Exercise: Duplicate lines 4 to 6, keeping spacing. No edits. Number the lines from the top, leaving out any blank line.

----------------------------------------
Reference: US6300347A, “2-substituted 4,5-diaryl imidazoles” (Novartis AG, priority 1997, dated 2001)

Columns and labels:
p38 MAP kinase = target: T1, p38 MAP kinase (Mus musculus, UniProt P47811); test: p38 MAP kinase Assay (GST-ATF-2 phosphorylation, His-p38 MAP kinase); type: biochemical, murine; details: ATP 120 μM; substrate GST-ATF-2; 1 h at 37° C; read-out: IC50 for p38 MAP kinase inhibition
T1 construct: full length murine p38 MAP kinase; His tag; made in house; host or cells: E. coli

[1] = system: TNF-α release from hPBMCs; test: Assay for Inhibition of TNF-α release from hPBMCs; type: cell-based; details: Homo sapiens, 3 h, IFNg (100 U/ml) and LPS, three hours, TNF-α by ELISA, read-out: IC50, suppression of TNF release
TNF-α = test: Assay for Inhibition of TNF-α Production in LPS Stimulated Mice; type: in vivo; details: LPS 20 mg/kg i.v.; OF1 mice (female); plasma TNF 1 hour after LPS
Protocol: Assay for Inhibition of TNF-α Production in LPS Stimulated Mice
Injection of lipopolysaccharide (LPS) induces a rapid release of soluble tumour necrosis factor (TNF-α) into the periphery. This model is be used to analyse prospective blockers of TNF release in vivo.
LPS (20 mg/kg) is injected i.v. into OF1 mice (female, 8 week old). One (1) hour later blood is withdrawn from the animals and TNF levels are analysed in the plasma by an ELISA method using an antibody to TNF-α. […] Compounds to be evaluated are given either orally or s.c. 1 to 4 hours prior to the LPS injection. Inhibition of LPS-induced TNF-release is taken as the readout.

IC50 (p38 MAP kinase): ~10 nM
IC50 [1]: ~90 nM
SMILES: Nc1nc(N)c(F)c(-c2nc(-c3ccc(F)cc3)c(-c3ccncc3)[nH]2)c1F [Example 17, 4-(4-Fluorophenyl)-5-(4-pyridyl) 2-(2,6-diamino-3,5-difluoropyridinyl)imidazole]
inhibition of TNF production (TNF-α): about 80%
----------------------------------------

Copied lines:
T1 construct: full length murine p38 MAP kinase; His tag; made in house; host or cells: E. coli

[1] = system: TNF-α release from hPBMCs; test: Assay for Inhibition of TNF-α release from hPBMCs; type: cell-based; details: Homo sapiens, 3 h, IFNg (100 U/ml) and LPS, three hours, TNF-α by ELISA, read-out: IC50, suppression of TNF release
TNF-α = test: Assay for Inhibition of TNF-α Production in LPS Stimulated Mice; type: in vivo; details: LPS 20 mg/kg i.v.; OF1 mice (female); plasma TNF 1 hour after LPS